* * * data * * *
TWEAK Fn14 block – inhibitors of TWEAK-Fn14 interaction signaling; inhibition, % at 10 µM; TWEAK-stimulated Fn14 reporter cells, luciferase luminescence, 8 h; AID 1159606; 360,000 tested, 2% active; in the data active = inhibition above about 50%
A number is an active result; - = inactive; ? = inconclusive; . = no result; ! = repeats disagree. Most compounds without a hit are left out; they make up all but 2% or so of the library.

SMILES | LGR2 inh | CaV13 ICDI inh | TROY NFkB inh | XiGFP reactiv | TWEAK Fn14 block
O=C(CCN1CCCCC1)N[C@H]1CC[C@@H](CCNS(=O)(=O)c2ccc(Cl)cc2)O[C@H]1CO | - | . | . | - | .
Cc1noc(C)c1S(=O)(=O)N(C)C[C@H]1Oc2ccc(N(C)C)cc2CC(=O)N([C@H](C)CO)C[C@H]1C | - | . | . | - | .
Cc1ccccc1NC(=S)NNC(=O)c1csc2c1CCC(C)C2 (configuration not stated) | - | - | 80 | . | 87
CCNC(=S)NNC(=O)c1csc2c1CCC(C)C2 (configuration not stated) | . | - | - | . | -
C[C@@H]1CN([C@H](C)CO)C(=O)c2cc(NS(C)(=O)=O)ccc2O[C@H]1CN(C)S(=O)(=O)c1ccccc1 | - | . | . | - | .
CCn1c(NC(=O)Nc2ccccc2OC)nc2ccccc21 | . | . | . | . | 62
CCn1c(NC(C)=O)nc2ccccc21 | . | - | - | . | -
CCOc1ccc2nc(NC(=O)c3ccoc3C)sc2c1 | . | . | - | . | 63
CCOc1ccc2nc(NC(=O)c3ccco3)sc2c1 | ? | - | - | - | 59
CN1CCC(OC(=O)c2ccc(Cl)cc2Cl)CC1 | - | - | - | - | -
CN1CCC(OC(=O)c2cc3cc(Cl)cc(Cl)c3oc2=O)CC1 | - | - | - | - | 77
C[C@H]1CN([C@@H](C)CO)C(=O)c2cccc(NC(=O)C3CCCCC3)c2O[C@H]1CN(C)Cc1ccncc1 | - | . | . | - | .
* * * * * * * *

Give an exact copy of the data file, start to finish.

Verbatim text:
TWEAK Fn14 block – inhibitors of TWEAK-Fn14 interaction signaling; inhibition, % at 10 µM; TWEAK-stimulated Fn14 reporter cells, luciferase luminescence, 8 h; AID 1159606; 360,000 tested, 2% active; in the data active = inhibition above about 50%
A number is an active result; - = inactive; ? = inconclusive; . = no result; ! = repeats disagree. Most compounds without a hit are left out; they make up all but 2% or so of the library.

SMILES | LGR2 inh | CaV13 ICDI inh | TROY NFkB inh | XiGFP reactiv | TWEAK Fn14 block
O=C(CCN1CCCCC1)N[C@H]1CC[C@@H](CCNS(=O)(=O)c2ccc(Cl)cc2)O[C@H]1CO | - | . | . | - | .
Cc1noc(C)c1S(=O)(=O)N(C)C[C@H]1Oc2ccc(N(C)C)cc2CC(=O)N([C@H](C)CO)C[C@H]1C | - | . | . | - | .
Cc1ccccc1NC(=S)NNC(=O)c1csc2c1CCC(C)C2 (configuration not stated) | - | - | 80 | . | 87
CCNC(=S)NNC(=O)c1csc2c1CCC(C)C2 (configuration not stated) | . | - | - | . | -
C[C@@H]1CN([C@H](C)CO)C(=O)c2cc(NS(C)(=O)=O)ccc2O[C@H]1CN(C)S(=O)(=O)c1ccccc1 | - | . | . | - | .
CCn1c(NC(=O)Nc2ccccc2OC)nc2ccccc21 | . | . | . | . | 62
CCn1c(NC(C)=O)nc2ccccc21 | . | - | - | . | -
CCOc1ccc2nc(NC(=O)c3ccoc3C)sc2c1 | . | . | - | . | 63
CCOc1ccc2nc(NC(=O)c3ccco3)sc2c1 | ? | - | - | - | 59
CN1CCC(OC(=O)c2ccc(Cl)cc2Cl)CC1 | - | - | - | - | -
CN1CCC(OC(=O)c2cc3cc(Cl)cc(Cl)c3oc2=O)CC1 | - | - | - | - | 77
C[C@H]1CN([C@@H](C)CO)C(=O)c2cccc(NC(=O)C3CCCCC3)c2O[C@H]1CN(C)Cc1ccncc1 | - | . | . | - | .